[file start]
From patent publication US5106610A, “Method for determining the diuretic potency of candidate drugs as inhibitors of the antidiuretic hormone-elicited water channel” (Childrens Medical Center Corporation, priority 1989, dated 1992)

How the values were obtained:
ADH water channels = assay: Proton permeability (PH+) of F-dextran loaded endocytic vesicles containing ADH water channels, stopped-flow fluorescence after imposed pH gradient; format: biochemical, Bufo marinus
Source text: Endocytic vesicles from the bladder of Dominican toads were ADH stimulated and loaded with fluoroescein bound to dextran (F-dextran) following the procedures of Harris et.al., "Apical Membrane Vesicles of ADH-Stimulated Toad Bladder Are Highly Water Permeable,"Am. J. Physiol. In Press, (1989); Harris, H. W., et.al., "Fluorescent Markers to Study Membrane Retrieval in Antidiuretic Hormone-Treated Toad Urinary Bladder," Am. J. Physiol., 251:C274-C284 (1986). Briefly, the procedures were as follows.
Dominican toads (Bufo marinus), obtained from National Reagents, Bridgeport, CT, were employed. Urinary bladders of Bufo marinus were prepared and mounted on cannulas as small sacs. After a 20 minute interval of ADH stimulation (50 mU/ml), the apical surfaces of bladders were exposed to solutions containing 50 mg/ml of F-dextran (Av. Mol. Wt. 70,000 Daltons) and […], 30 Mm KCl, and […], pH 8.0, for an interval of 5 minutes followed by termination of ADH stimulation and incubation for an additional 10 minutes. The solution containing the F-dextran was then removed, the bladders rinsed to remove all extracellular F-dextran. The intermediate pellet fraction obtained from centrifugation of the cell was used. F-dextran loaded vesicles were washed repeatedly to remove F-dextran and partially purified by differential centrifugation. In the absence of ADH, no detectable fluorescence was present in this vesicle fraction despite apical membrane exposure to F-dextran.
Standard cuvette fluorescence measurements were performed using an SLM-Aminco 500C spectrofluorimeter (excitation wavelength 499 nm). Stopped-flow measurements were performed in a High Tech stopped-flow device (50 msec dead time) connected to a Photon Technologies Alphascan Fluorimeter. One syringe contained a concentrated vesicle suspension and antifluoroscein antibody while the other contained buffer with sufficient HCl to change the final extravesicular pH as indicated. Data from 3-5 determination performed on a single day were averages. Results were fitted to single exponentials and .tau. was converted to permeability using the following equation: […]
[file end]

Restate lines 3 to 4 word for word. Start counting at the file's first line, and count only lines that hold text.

ADH water channels = assay: Proton permeability (PH+) of F-dextran loaded endocytic vesicles containing ADH water channels, stopped-flow fluorescence after imposed pH gradient; format: biochemical, Bufo marinus
Source text: Endocytic vesicles from the bladder of Dominican toads were ADH stimulated and loaded with fluoroescein bound to dextran (F-dextran) following the procedures of Harris et.al., "Apical Membrane Vesicles of ADH-Stimulated Toad Bladder Are Highly Water Permeable,"Am. J. Physiol. In Press, (1989); Harris, H. W., et.al., "Fluorescent Markers to Study Membrane Retrieval in Antidiuretic Hormone-Treated Toad Urinary Bladder," Am. J. Physiol., 251:C274-C284 (1986). Briefly, the procedures were as follows.